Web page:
The right tech talent is critical to a company's efficiency, innovation and financial success, and demand for qualified talent has never been greater. As the pressure mounts, the search for the perfect candidate is getting increasingly competitive.
IT hiring managers around the country are looking for candidates with skills that often aren't available, or that sometimes don't even exist.
At Modis, we've come to call this search for perfection the quest for the "purple squirrel." IT hiring managers can't find the purple squirrel -- the ideal job candidate -- because the skills IT professionals need are continually evolving.
Expertise that once was considered "nice to have" is now a "must-have," and hiring managers refuse to compromise. Companies seeking someone with seven years of experience with Java and Ruby on Rails won't consider a candidate who has nine years of experience with Java and is eager to learn Ruby on Rails. Instead, they keep looking for that elusive purple squirrel.
What's more, they're not just looking for technical skills. We often hear requests for IT candidates who are "strong communicators." Companies want IT people who are solution-oriented and can assess and solve problems with the bottom line in mind. Highly skilled programmers can be turned down if a hiring manager doesn't think they'll be able to interact with business people.
Recent surveys suggest that IT professionals are aware of this growing skills gap. In Computerworld's Salary Survey 2012, 93% of the IT professionals surveyed said that they have career concerns, the biggest of which include keeping their skills up to date (cited by 26% of the respondents), followed by finding an appropriate new position for their skill set (15%).
Similarly, in a recent Modis survey of IT professionals, 61% of the respondents said training in new technical skills was a key contributor to their job satisfaction. It's clear that IT professionals understand new industry demands and are eager to learn the skills that will advance their careers.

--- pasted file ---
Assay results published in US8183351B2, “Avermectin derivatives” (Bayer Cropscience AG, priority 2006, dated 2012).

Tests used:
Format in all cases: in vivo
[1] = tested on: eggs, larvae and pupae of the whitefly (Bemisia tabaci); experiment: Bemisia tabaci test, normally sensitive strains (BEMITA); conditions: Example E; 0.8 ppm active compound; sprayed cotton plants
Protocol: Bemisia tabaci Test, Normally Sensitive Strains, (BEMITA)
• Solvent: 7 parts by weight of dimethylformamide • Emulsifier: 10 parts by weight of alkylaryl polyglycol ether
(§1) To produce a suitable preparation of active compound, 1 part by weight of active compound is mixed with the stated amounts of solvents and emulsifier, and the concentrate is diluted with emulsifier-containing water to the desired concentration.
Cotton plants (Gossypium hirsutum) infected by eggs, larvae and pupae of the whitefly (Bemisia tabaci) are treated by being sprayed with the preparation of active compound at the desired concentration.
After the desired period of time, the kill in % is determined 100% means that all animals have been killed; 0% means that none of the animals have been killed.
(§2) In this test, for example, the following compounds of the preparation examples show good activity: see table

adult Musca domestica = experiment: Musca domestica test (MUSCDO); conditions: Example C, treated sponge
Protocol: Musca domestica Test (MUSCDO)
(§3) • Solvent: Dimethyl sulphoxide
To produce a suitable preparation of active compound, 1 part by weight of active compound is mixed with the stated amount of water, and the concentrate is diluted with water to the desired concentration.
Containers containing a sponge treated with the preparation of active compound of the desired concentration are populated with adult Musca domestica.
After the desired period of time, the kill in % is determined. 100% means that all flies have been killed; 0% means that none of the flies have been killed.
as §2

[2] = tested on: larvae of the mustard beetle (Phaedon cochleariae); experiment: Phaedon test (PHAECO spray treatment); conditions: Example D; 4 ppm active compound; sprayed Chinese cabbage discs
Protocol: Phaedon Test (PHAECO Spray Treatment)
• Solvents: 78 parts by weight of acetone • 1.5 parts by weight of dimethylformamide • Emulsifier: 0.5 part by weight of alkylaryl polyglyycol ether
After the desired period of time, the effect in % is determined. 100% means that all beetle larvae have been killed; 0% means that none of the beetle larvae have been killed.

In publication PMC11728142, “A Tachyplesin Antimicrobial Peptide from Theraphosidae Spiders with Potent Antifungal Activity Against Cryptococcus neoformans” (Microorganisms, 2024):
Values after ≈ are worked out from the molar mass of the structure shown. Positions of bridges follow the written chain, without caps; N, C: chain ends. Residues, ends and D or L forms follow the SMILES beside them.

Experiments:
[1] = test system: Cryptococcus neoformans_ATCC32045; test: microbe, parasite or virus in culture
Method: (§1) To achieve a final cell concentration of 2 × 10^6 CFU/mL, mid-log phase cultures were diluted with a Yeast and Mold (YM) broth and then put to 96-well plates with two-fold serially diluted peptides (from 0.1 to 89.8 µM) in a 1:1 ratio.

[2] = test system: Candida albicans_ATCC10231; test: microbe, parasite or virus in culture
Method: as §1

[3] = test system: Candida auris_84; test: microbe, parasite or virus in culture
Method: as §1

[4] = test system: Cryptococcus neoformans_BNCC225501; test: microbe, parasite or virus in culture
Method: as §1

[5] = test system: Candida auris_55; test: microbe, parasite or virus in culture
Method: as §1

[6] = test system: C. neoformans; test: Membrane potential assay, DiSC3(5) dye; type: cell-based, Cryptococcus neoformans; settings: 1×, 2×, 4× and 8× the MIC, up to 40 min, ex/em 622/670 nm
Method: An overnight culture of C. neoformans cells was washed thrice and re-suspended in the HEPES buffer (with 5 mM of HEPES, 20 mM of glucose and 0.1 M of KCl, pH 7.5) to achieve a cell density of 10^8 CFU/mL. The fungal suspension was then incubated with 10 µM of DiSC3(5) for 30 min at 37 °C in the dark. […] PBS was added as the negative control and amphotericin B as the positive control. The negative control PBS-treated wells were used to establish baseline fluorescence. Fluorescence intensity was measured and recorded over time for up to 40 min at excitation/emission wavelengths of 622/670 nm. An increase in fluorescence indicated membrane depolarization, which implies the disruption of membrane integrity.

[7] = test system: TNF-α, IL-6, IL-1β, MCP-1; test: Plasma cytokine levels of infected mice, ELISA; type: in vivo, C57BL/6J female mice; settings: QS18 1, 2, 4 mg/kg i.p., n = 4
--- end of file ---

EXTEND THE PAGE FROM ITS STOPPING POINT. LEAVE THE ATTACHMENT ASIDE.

The perfect candidate probably isn't available or doesn't exist, but you can ensure that you find the best available talent if you remember these tips:
Be open-minded. Don't be afraid to hire someone who doesn't possess all the skills you consider to be must-haves. Look for someone who shows promise and could thrive with the right training.
Train to retain. Holding on to star employees is just as important as attracting new talent -- even if that means retaining people whose skills aren't fully developed. As the economy continues to improve, many employees might consider switching jobs if they're presented with the right opportunity (especially if it gives them a chance to learn new skills). Entice them to stay by offering training in areas that are new to them. Employees tend to be loyal to companies that invest in them.
Consider talent from different industries. Sometimes the right candidate won't come from an obvious IT sector. For example, we've seen healthcare CIOs look to the financial services world to find people to work on new electronic health records systems, because financial IT professionals have the right mix of skills for the job.
Given the changing nature of IT, the skills that ideal job candidates need will always be evolving. What shouldn't change is a flexible approach to finding the right talent.
Jack Cullen, president of Modis, a global provider of IT staffing services, has been in the IT resource management business for more than 25 years. Learn more about Modis at www.modis.com.
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